Swift adjustment in Faroese economy
The Economic Council of the Faroe Islands says that the economy has had a negative shock from Covid-19, but the Faroese economy is not in a crisis. The economic report was released yesterday
The Faroe Islands Economic Council has revised its 2020 GDP growth forecast in light of the disruption caused by the Covid 19 epidemic. GDP growth in current prices is now estimated to drop to -6.9% in 2020 and bounce back to 5.5% in 2021.
The data for 2019 has also been recalculated on the basis of updated statistics
The year 2019 was a period of remarkable economic growth driven by factors such as increased aquaculture and pelagic catch exports. Exports grew by 19% in 2019 compared to 2018. Other sectors of the economy were also stimulated by the fast-paced growth.
The Covid-19 epidemic interrupted this upwards trend with a shock to the Faroese economy. The Faroese tourist industry has been particularly hard hit by the measures implemented in order to prevent the spread of Covid 19. A drop in fisheries exports is forecast for 2020, along with a decline in the price of farmed salmon, mackerel and all demersal species.
Global restaurant demand for Faroese salmon has tumbled, and, at present, both pelagic and demersal catches are largely consigned to warehouse storage due to limited market access.
However, growth in fisheries export is forecast to return in 2021, and the year 2020 is expected to constitute a temporary hiatus with a marked fall in GDP followed by swift readjustment.
The speed of readjustment is already evident from the resurgence in employment. The statistics trace a distinct V shape as a sharp drop in employment in April 2020 was followed by a steep rise up to July 2020. Private
consumption also appears relatively unaffected by the temporary lockdown. Households that did not travel abroad this summer spent part of their holiday savings in the Faroe Islands, and placed part of them in deposits with financial institutions.
2020 and 2021 national budgets in the red
The public treasury balance in DKK is forecast to total -583 million in 2020 and -570 million in 2021. Both years are heavily influenced by the Covid 19 epidemic driving a rise in expenditure and, in particular, a reduction in revenues. The year 2020 is, however, also marked by the Government’s lose fiscal policy
with higher expenditure and lower revenues (including hikes in state pensions and tax deductions).
The purpose of counter-cyclical economic policies is to smooth economic fluctuations caused by various factors. A condition for reaping the benefits of counter-cyclical measures is that demand from the public service sector act as a stabilising factor.
This means that spending on operations, income transfers and investments must remain stable, while revenues are allowed to trail the cyclical fluctuations of the economy. Hence, public administration and services should leave a surplus during economic upswings and may run a deficit during downturns.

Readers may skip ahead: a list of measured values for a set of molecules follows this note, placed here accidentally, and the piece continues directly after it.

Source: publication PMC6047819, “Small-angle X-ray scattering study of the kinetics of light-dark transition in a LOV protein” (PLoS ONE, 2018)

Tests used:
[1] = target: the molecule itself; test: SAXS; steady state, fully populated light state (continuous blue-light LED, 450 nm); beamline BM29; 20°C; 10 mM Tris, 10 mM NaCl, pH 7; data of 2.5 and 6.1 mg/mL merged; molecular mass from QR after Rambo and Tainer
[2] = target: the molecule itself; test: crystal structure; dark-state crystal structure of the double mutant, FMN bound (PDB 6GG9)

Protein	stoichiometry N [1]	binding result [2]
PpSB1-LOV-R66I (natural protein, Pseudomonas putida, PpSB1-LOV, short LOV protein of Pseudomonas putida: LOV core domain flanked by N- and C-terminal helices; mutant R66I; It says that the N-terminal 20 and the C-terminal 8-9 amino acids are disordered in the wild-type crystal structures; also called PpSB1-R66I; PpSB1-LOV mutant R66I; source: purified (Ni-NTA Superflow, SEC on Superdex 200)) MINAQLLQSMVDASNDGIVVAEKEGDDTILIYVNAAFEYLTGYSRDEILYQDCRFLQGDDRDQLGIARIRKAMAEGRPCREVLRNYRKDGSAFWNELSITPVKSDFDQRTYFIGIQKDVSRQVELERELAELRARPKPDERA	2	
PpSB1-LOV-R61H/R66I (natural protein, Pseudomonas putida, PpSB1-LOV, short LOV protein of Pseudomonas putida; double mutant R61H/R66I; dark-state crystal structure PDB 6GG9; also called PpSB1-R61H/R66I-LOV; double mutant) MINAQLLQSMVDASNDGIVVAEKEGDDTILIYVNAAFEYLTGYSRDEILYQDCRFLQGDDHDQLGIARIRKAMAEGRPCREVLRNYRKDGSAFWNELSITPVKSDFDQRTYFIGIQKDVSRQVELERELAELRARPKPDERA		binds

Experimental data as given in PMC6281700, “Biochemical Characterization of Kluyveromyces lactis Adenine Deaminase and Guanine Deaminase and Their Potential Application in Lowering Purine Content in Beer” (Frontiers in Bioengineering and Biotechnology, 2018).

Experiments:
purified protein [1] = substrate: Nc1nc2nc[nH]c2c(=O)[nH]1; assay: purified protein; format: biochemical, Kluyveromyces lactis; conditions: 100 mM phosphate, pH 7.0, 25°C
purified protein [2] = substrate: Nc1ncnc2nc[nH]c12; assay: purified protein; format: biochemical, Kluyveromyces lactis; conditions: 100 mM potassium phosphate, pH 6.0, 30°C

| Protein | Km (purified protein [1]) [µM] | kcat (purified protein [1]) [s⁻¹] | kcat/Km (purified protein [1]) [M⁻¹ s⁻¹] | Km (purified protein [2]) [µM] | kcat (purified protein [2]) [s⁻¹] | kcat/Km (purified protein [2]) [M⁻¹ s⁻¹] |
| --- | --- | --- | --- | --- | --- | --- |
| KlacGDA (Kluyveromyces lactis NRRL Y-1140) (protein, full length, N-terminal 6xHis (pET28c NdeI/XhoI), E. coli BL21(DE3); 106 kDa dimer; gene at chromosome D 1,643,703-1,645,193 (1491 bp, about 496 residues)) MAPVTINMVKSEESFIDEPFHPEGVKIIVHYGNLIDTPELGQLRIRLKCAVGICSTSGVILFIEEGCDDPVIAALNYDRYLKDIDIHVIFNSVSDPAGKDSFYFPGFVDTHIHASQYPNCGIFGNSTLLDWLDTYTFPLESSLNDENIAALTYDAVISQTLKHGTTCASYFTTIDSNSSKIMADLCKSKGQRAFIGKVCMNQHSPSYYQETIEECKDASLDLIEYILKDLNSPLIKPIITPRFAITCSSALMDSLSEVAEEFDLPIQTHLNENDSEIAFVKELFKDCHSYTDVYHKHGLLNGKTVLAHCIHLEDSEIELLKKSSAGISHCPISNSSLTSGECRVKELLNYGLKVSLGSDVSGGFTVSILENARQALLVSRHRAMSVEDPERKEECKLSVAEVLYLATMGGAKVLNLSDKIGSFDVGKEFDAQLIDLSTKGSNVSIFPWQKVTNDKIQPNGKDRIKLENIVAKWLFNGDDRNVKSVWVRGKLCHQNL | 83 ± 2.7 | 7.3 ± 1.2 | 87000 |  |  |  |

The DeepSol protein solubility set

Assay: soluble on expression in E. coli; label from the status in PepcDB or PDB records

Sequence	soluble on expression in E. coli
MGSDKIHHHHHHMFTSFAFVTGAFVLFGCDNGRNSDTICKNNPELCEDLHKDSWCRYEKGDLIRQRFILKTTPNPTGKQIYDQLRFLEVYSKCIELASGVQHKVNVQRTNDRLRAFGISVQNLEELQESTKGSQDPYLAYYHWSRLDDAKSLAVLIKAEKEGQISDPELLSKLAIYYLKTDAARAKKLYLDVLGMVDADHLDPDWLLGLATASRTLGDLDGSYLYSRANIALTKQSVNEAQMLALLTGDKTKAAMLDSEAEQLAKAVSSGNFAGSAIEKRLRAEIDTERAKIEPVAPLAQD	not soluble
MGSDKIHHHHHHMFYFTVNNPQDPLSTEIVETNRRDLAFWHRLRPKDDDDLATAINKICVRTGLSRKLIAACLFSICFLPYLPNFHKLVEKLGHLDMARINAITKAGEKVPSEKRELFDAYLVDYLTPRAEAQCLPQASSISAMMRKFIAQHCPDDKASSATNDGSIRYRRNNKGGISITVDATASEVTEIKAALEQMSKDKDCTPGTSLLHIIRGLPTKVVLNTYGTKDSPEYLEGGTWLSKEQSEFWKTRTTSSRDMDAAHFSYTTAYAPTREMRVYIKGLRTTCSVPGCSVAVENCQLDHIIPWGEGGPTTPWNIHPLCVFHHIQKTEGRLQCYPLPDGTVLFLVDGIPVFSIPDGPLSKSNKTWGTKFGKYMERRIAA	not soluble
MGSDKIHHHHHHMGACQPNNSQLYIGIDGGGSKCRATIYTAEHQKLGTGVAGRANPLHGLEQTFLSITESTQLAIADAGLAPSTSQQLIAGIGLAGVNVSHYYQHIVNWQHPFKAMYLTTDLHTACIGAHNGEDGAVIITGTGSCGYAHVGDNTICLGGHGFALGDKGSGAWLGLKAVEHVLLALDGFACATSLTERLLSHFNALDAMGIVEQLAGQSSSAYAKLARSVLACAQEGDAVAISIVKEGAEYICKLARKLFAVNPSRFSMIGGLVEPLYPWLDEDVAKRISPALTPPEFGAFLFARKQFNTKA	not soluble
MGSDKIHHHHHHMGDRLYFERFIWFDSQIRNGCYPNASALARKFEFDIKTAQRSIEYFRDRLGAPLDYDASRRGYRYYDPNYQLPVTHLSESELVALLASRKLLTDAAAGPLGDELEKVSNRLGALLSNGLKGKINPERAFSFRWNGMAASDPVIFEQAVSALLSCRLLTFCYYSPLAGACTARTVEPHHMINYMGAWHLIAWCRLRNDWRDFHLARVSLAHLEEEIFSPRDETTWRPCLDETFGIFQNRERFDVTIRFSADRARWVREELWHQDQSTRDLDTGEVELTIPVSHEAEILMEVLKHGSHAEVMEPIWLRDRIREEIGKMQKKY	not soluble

In terms of the preconditions for implementing counter-cyclical policies, what matters is the Treasury’s financial position and creditworthiness, not the financial position of other sectors. Because if the government were forced to seek funding from other areas of the economy, the financial leeway of these
sectors would be curtailed and that would counteract the appropriate counter-cyclical policy measures.
ALS, The Faroese Employment Office, is in a unique position in this regard.
During the epidemic ALS has backed legislative amendments authorising ALS to pay wage supplements to furloughed workers. The fact that ALS has taken on this task demonstrates that the Government can expect to collaborate with ALS should similar situations arise in future.
With this exception, the view above is correct, the Faroese Government and Parliament must ensure that the Treasury’s finances are sufficiently robust to allow for the implementation of sensible counter-cyclical policies.
In the long run, however, it is imperative that the Treasury consolidate in order to meet the challenges of financial durability.
Productivity growth as a theme
Our thematic report elucidates the economic concept of productivity growth, how it is calculated and why it is necessary.
Productivity growth means growth in material living conditions. Growing productivity is not about working ‘harder’, but rather working ‘smarter’ with improved steering, equipment, technology and infrastructure. Investments, in particular, generate productivity growth, and investments usually incorporate the newest and most efficient technology. Investments must ultimately be financed by savings, in addition, the workforce, as an input, has to be educated and trained to use the increased level of technology. Usage of new technology by the workforce generates productivity growth.
The significant economic growth seen since 2012 was borne out of productivity growth, however, it could have been even greater had the appropriate steps been taken.
A critical precondition for the Faroese economy’s capacity to meet future challenges is productivity growth.
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